WSJ writes: ” Intel Corp. senior researcher Genevieve Bell makes a science out of being nosy. As a cultural anthropologist for the American microchip giant, she has spent the last two and a half years hanging out in 100 homes across seven Asian countries, watching how ordinary folks tinker with computers and gadgets…Ms. Bell has come to some conclusions with serious implications for technology makers and marketers: Globalization is not going to produce a globally uniform consumer, because gadgets such as cellphones and Wi-Fi laptops are being used in different ways around the world.” Excerpts from the interview:
In Asia, people’s identities are not just about themselves as individuals….The self is part of a family and a lineage and a clan or a village. Often, technology is consumed at those levels rather than an individual level. And that has consequences from how you brand things, to how you accommodate multiple users on a single device.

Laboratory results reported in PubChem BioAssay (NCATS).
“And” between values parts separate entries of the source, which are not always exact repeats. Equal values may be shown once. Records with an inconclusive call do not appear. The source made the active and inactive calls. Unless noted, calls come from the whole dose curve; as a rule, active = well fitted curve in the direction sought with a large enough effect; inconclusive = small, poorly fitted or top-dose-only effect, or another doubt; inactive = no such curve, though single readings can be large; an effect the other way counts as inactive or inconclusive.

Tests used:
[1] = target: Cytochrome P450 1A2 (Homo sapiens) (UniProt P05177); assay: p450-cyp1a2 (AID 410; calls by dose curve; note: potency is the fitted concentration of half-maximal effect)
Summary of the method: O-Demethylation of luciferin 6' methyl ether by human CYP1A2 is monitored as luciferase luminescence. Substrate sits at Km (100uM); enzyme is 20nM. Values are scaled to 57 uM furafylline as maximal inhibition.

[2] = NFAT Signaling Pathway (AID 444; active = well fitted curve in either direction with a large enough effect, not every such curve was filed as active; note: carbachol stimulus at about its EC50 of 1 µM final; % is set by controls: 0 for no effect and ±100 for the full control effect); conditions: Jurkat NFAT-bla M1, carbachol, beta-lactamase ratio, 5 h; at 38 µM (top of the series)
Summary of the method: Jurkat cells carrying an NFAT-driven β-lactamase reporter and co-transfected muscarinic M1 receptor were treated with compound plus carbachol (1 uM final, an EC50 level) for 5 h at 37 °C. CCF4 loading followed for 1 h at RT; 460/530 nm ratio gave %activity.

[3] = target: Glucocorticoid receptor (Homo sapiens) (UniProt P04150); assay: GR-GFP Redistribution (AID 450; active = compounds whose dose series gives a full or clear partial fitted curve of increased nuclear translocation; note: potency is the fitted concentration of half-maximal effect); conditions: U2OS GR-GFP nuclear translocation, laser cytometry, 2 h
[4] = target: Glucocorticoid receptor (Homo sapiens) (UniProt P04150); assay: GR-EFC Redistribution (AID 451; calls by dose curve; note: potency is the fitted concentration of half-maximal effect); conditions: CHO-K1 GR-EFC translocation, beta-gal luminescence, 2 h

There are some usage models that we hadn’t very well anticipated. In Asia, there is much more of an emphasis on education, on family communication, on forms of social reciprocity, as a portal to your government, as well as around religion….It’s not about rational productivity or just entertainment.
In China and India and across Asia, you will find a very different sensibility about how you use technology in public, and about the notion of publicly available and shared resources. It is totally unimaginable to Americans that you would have a public cellphone-charging station. All they can imagine is that technology sells them something that they can personally use, not access something which is publicly shared.